Unionization, from Both Sides’ Perspectives

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Ashna Satpathy, Standards Editor

On April 16, The Forum published an article about the Latin faculty’s move to unionize, and Head of School Randall Dunn’s opposition to this move. In order to present both sides’ arguments equally and accurately, The Forum asked each side to respond to two questions, with a 250-word limit for each question. The Forum has made no edits to the responses. 

Head of School Randall Dunn:

How would having a faculty union at Latin affect students and the overall student experience?

“In my view, the biggest challenge to student life when you have a unionized faculty is the prospect of a strike. If you asked a CPS student/family, I am sure that they could share how the 2019 strike disrupted their lives. I also believe that unionization would significantly impact many elements of Latin’s culture that we value as a school community—personalization, collaboration, creative problem-solving, and how we strive to always be and do better together.”

How would having a faculty union affect the faculty, staff and administration, the relationships among those groups, and decision-making at the school?

“The union that is seeking to represent the faculty is the Illinois Federation of Teachers, an entity that is not currently part of the Latin community. With the IFT as the faculty’s bargaining agent, some of the changes that we could see include (1) a more formalized system of conflict resolution; (2) the assessment of union dues to all members of the faculty bargaining unit, even if they don’t support the union; (3) the faculty’s involvement in school governance through the Faculty Council, Board committees/subcommittees, task forces, etc. being replaced by the union; and (4) division between those employees who are represented by the union and those who are not. We pride ourselves on being #RomansTogether, and unions often foster an “us” vs. “them” dynamic. Another aspect to consider is that collective bargaining typically only occurs once every three years, and then Latin must manage operations as if things stay the same for those three years. At Latin, we pride ourselves on being nimble and able to adapt to trends and changes around us as well as the needs of our students, which evolve over time.  The constraints of a labor agreement might cause us to become less agile in adjusting to the changing demands of school life and the ability to remain flexible.”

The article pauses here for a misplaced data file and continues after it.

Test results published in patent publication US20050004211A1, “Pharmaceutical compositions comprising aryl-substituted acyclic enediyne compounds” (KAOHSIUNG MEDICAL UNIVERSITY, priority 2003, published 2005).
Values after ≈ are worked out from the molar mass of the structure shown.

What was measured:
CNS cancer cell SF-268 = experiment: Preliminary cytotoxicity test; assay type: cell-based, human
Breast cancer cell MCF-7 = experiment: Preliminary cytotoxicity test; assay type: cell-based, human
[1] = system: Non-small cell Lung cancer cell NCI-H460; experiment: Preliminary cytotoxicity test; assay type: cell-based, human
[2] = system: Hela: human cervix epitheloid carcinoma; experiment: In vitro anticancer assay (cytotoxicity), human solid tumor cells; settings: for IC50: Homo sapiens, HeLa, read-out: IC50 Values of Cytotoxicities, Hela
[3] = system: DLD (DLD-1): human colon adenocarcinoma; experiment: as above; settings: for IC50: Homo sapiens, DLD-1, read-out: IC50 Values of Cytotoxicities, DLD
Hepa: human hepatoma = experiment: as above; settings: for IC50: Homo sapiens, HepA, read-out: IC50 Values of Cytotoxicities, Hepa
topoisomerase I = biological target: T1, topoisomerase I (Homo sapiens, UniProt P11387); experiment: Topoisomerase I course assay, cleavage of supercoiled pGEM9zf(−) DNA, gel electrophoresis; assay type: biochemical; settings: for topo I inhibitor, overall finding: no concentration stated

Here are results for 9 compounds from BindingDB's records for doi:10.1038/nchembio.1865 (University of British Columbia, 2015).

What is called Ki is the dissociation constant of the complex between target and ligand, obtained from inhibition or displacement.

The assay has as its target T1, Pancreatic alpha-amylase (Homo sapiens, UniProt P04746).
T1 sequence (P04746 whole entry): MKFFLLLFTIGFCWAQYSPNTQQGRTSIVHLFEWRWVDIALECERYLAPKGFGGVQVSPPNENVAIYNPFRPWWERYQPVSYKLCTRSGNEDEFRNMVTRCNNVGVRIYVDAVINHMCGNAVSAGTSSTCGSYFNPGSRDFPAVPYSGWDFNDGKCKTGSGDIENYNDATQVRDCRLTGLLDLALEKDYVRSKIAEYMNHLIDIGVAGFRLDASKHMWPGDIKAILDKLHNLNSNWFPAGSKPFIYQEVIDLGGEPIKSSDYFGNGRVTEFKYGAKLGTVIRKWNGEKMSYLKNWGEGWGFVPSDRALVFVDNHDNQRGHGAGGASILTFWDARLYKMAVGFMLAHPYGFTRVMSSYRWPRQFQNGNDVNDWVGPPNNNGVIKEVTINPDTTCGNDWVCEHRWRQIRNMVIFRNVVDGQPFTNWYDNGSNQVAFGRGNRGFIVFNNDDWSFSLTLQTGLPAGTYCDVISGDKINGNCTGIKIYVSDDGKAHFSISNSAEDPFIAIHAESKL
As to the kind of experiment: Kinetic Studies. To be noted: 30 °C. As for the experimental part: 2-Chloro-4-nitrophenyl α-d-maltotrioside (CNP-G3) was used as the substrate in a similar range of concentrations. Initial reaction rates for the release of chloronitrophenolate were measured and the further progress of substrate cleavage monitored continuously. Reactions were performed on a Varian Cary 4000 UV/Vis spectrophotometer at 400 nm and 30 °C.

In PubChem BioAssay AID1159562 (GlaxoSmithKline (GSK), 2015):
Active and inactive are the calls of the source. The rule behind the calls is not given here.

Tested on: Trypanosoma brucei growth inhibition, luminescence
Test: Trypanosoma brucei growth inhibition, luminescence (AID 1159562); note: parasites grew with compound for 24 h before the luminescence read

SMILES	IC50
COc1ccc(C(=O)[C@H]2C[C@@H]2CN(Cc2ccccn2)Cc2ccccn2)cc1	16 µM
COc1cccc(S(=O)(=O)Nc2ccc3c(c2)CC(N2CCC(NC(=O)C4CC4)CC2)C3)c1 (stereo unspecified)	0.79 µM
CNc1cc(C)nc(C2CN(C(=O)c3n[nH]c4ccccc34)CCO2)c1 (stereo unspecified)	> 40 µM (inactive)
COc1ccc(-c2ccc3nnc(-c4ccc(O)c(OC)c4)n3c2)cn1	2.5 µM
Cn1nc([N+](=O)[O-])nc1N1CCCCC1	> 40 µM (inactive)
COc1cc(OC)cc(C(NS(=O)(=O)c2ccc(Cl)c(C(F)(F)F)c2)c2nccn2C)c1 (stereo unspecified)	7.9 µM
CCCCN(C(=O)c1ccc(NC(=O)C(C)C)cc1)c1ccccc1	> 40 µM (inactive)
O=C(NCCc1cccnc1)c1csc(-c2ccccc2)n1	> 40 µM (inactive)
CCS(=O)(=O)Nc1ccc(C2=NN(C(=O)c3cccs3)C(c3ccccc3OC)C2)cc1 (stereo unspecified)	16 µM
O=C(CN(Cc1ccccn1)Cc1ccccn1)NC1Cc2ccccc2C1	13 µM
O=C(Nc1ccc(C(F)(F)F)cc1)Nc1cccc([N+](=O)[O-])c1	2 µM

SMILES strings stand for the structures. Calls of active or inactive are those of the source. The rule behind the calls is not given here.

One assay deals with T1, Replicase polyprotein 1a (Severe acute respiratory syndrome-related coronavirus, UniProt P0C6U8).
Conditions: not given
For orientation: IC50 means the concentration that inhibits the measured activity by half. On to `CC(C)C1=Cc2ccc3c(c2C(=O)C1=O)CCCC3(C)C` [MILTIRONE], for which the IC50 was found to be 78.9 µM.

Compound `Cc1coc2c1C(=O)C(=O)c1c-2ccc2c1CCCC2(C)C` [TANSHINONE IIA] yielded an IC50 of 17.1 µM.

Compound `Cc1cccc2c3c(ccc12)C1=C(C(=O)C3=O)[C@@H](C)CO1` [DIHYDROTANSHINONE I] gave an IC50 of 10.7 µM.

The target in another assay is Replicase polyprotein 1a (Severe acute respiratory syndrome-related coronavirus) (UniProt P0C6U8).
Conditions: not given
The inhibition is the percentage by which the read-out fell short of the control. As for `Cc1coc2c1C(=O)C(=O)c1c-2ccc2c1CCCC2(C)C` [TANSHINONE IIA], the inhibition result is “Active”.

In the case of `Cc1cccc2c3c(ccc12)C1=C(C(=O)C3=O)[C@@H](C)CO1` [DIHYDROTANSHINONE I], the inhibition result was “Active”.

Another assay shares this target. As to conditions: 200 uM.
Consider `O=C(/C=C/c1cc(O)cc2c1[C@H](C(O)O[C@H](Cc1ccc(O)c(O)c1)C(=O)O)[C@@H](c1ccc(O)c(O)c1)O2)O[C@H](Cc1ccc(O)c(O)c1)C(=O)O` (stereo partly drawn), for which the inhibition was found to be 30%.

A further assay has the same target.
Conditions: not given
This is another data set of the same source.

We pride ourselves on being #RomansTogether, and unions often foster an “us” vs. “them” dynamic.”

— Head of School Randall Dunn

The Organizing Committee (responses by Upper School Latin teacher and Union spokesperson Elissabeth Legendre):

How would having a faculty union at Latin affect students and the overall student experience?

“The administration, faculty, and staff at Latin all care deeply about students and strive each day to ensure we can provide the best education for all. Having a faculty union at Latin School will improve the overall school experience for students and the entire school community. That is the most important reason why we want to organize. While students likely won’t feel a change in their day-to-day school life, giving facultywho are education expertsgreater input in decisions that impact teaching and learning will lead to a better student experience. A union will also help us create a fairer workplace, which in turn will help us attract and retain the high-quality teachers that students deserve. Unionizing will also help our faculty hold the school accountable for its DEI goals, which will help Latin become the inclusive community it strives to be, bettering the experience and education for all students.”

While students likely won’t feel a change in their day-to-day school life, giving faculty—who are education experts—greater input in decisions that impact teaching and learning will lead to a better student experience.”

— Union organizer Elissabeth Legendre

How would having a faculty union affect the faculty, staff and administration, the relationships among those groups, and decision-making at the school?

“One of our main goals in organizing is to improve collaboration between the administration and faculty. While we do great work together in many instances at Latin, we can do better. We truly believe that unionizing will be in everyone’s long-term best interest because it will establish a framework for collective bargaining and shared decision-making that will lead to optimal outcomes. We understand change can be difficult, but this change is worthwhile. When faculty have greater influence in critical teaching and learning decisions made at the school, we’ll be better able to advocate for our students. In our Union, we hope to rebuild a strong culture of mutual respect between faculty and administration, which can only serve to benefit the entire school community.”